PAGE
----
I regularly work on French Canadian materials. In their price lists, they use No (with the “o” in superscript) in lieu of a number sign. Is there a way to Find/Change all instances of No to N(superscript)o?

  • Eugene says:

    Depends on whether a space comes after the o or a figure. I’m not sure what way it works there.

    You need to find “No” but not include the N in the find.

    To do this you need to do a positive lookbehind.

    This GREP will find a “o” inbetween the N and a space

    This one is for between an N and a space and a digit e.g., No 1

    All yo have to do then is change the format to superscript, only the o will be affected.

    You just have to figure out what comes in before the o and include it after the equals in this


    And find out what comes after the o in No and insert it after the equals in this


    Whatever you put in the middle of the two of the above is what will be actually found.

    I think Anne-Marie thought me that in another post on this site. Probably better explained too.

  • Eugene says:

    Ok tried to edit the above post and it lost all my grep stuff, even when wrapped in code so…

    (?<=N)o(?=\s )

    Will find all the “o” between a N and a space

    If a digit comes after the o then replace the \s with \d

    or if it’s a space and a digit then put in \s\d

  • @Eugene: Sorry about the code hassles. Yes, typing code into this site is tricky.

    @Dave: If you’re using an OpenType font, you should check to see if it supports ordinals. For example, in Myriad Pro, you can just apply the Ordinal opentype formatting to the whole word “No” and it will format the “o” the way you want. Same with Garamond Premier Pro. But other fonts aren’t as helpful. In Minion Pro, both the N and the O are superscripted. Weird.

  • Eugene Tyson says:

    David, no problem about the code thing.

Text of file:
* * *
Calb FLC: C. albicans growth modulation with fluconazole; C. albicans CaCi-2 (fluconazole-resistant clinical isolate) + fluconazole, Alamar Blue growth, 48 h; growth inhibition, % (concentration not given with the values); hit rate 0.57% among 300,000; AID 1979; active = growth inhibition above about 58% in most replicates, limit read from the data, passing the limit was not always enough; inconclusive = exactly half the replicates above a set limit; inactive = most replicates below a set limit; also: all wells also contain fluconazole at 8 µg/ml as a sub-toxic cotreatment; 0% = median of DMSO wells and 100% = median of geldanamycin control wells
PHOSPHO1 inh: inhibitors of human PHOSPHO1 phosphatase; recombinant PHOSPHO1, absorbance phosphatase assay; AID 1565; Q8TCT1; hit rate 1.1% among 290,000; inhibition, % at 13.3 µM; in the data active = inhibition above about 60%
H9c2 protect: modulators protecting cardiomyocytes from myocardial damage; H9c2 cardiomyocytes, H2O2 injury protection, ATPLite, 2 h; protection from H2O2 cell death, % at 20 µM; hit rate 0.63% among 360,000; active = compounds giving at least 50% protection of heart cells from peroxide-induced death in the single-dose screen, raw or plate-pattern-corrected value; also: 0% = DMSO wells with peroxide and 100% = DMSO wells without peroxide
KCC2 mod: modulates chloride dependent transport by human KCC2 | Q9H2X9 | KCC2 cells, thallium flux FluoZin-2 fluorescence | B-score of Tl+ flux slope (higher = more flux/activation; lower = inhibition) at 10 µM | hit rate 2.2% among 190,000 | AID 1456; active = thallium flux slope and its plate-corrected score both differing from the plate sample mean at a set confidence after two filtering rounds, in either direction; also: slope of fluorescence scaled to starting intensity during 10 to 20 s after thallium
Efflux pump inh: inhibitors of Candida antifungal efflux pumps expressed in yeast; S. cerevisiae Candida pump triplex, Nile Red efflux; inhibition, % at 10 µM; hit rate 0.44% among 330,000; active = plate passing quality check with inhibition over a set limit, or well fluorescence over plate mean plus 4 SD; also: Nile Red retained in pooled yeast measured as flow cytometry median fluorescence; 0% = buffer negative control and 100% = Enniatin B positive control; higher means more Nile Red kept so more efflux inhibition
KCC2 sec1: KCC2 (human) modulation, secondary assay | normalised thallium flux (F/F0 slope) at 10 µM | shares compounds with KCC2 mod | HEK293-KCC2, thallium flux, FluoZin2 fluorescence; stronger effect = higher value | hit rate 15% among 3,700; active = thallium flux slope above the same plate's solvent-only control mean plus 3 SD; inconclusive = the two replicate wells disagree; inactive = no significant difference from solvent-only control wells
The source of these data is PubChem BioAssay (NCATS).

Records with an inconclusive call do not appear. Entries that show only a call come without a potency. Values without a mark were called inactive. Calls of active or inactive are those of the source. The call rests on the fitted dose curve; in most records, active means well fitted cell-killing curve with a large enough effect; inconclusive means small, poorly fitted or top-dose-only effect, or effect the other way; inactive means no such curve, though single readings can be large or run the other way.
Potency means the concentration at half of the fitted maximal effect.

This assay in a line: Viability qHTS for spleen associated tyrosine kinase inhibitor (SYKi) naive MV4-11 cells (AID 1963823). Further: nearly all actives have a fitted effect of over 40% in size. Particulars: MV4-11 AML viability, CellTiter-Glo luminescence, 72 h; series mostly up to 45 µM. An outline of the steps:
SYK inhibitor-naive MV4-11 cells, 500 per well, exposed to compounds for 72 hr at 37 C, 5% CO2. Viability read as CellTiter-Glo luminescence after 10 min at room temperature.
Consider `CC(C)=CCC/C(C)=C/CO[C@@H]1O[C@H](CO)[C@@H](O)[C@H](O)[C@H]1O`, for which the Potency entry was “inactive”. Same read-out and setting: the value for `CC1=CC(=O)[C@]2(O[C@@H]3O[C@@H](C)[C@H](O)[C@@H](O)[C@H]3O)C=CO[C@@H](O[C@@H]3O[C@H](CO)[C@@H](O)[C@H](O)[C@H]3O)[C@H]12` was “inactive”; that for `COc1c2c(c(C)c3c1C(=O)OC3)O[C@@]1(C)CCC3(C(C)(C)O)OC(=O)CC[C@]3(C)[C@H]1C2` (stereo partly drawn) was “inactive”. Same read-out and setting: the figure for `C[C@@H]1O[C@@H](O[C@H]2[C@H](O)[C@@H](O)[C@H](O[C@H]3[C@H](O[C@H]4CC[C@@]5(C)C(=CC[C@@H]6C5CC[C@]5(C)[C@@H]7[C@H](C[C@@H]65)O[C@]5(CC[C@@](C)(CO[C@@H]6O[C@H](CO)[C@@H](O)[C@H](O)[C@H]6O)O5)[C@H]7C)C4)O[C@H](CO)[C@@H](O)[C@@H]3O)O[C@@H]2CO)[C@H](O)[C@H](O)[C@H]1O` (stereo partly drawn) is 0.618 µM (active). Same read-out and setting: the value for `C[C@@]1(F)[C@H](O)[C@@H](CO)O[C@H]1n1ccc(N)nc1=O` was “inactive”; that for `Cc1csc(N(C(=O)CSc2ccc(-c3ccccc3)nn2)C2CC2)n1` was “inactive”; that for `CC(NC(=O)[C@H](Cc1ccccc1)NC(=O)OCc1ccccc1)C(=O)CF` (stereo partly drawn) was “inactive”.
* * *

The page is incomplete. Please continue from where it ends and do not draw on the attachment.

This is the link to the find between that could help

  • For anyone interested in doing their ?GREPPING? outside of InDesign (who would want to do anything outside of InDesign?), there is a terrific shareware app called TEX-EDIT PLUS by Tom Bender.

    I?ve used it for years to clean up text before pouring it into InDesign. It?s Cleanup Document tool has options to strip carriage returns/line feeds; leading & trailing spaces; replace multiple spaces with tabs; and a lot more.

    But the really great feature is it?s Find & Replace which allows GREP searches and has a pull-down with a couple of dozen prebuilt searches.

    I love the GREP feature in InDesign, but it?s nice to have an optional stand-alone application in your toolbox.


  • I should add that TEX-EDIT PLUS is, for the present, a Mac-only application.

  • adam says:

    Thanks for the tip David. My find code wasnt nearly as elaborate as the Adobe one. Who would’ve thought [~m~>~f~|~S~s~<~/~,~3~4~% ]{2,} could save you so much time

  • johnny says:

    this program is something like a science lab for people who really love GREP its currentlly PC only but it basically allows you you to PROGRAM and TEST any regex (aka GREP) search strings

  • Carsten Pihl says:

    Since we still use CS2 (sic), anyone nows if the text-metacharachters work with cs2?

    Nice to use in the find/change script that I use a lot.

  • Martin Fischer says:

    GREP with it’s wildcards would be very fine, if it would work without the known errors.

    You know, wildcard-searches under Windows will find other things than on Mac (e.g. \s \w \l \u \d).

    Posix [[:alnum:]] should be equivalent to [a-zA-Z0-9] and only find ASCII-characters, shouldn’t it? ( But [[:alnum:]] will find non-ASCII-characters like Umlauts (äöü) or ? too. Under Win it will find ß and ligatures like ? and ? or ? (but not on a Mac).

    If you are interested in what wildcards will find in InDesign under Win and on a Mac take a look at Gerald Singelmanns overview in

    There you will find a PDF:

    Hope GREP wildcards will do their job better and equal under Win and on Mac in future releases of InDesign.

    Martin Fischer

  • din67 says:

    In my books I need to put numbers in brackets e.g., (i), (ii) and need to italicise the number (not the brackets) in the bracket. Is there any way out doing it with GREP.

    • Spaceman says:

      Hi din67. I’m sure you’ve found a way to do this by now as your post is from 2013 but just in case you didn’t (and for anyone else looking for something similar). You can easily use a GREP style to automatically fix this for you. Just add a GREP Character Style to your Paragraph style and use (?<=\()\w*?(?=\)) as the expression. This will change any single word between ( & ) into whatever style you want. This will not alter any other text in perenthesis in your paragraph which contains more than one word. :)